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Law Firm IT Support

Law Firm IT Support

Law firm cybersecurity grows more critical with higher complexity every year. Due to their vast intellectual property storehouses, providers of legal services are prime targets for hackers, as demonstrated by a 2019 Chinese cyberattack against a prominent U.S. law firm.

In October 2018, the ABA issued Formal Opinion 483, Lawyers’ Obligations After an Electronic Data Breach or Cyberattack, which outlines attorneys’ responsibilities in securing confidential client records while transmitting data over the Internet. The Opinion states, “lawyers must employ reasonable efforts to monitor the technology and office resources connected to the internet, external data sources, and external vendors providing services relating to data and the use of data.”

The ABA’s reach into cybersecurity underscores its importance, requiring special attention to data breach prevention and associated documentation.

So, what should law firms do?

1) Business-class firewall. Law firms must secure the network perimeter against intruders, malware, spyware, and illicit content. Sonicwall, Watchguard, Fortinet, and Sophos manufacture reputable network security appliances that scale from small business models to enterprise-class.

2) Strong endpoint security. All devices, including PCs, Macs, phones, and tablets, should be outfitted with a malware defense agent. Leading providers include BitDefender, F-Secure, and McAfee.

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3) Secure remote access. Access to data must employ a VPN, whether that be a private VPN that connects endpoints to the central office or a commercial VPN, which protects information when using public WIFI. Business-class firewall products come with private VPN capability, while mobile users not connected to their central office VPN should use services such as NordVPN, ProtonVPN, or ExpressVPN to encrypt data transmitted over the Internet.

4) Monitoring. Law firms should be able to prove there has not been a breach by providing security logs.

5) Early Detection Systems. Proactive system management should protect all network appliances, and endpoints such that IT issues are prevented before they become significant.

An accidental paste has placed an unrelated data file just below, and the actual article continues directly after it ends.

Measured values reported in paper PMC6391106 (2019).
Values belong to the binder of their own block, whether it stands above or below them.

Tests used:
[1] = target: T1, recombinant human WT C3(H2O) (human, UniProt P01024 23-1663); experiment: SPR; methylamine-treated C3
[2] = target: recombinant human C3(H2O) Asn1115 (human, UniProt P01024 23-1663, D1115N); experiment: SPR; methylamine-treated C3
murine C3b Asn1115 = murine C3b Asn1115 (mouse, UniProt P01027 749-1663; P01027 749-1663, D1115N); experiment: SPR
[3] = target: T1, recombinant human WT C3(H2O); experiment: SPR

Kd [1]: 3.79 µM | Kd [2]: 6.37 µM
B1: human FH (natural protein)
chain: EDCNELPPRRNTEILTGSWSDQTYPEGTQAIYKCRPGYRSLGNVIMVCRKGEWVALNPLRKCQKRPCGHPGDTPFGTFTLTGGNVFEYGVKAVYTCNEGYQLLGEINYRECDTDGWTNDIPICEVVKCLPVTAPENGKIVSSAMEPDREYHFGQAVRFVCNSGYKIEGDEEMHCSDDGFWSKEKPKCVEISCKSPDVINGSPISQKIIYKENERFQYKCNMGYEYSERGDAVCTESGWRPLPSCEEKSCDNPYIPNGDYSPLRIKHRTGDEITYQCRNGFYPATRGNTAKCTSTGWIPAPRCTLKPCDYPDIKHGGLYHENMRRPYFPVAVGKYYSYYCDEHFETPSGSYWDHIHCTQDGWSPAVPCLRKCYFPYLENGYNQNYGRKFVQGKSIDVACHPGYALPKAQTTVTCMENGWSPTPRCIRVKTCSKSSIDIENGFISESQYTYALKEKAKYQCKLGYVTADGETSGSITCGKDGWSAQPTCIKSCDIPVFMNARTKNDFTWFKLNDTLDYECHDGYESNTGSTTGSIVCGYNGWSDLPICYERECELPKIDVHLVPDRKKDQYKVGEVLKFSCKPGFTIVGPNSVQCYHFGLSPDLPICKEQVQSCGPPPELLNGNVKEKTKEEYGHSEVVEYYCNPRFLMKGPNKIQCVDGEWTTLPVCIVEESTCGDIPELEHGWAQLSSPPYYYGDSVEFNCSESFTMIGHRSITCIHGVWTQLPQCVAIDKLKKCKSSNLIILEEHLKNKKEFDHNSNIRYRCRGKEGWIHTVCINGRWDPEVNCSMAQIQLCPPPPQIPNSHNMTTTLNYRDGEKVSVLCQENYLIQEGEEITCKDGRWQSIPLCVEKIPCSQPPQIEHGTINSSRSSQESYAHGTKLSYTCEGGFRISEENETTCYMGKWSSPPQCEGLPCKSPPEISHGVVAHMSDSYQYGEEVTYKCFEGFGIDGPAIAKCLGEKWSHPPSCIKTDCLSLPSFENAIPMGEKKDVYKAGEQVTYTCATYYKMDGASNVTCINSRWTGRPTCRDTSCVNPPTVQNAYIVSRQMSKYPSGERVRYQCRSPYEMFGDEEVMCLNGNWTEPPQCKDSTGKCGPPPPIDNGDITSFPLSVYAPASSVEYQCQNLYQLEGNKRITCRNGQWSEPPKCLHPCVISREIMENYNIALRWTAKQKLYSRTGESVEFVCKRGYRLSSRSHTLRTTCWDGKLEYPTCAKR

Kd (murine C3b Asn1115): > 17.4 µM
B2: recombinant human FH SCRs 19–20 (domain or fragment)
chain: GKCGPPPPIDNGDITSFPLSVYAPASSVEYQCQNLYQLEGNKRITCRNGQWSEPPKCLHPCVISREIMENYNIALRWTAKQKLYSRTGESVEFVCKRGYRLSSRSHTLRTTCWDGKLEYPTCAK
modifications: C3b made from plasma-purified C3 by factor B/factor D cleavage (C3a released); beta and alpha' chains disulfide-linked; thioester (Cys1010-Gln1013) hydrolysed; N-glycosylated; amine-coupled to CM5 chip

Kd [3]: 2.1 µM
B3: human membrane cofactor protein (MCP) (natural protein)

6) Security awareness training. Arguably the weakest link in the cybersecurity chain is humans. End-users must undergo phishing simulations and if feasible, other cyberattack simulations to promote awareness of, and recognition of cyber threats.

7) Role-based security. Restricting document access per the “least privilege” model is vital in protecting sensitive information. Access to sensitive documents should be logged and traceable. It’s also important to tag documents that fall under special regulations, such as PII, or PHI for HIPAA.

8) Two-factor authentication. 2FA should be mandated for all online and Windows Active Directory logins.

Law firms who are unsure about their cybersecurity posture should start with an IT risk assessment to enumerate and prioritize vulnerabilities according to criticality. Mitigation efforts should be documented and tested with a follow-up risk assessment scan. Finally, an incident response plan is necessary in case a breach does occur. Remember that incident response is needed when your company is the focal point of a successful cyberattack and in cases where your data is stolen due to poor security practices by a supplier.

Always remember, good cybersecurity is two-fold: a meticulous process and the ability to prove you have it.

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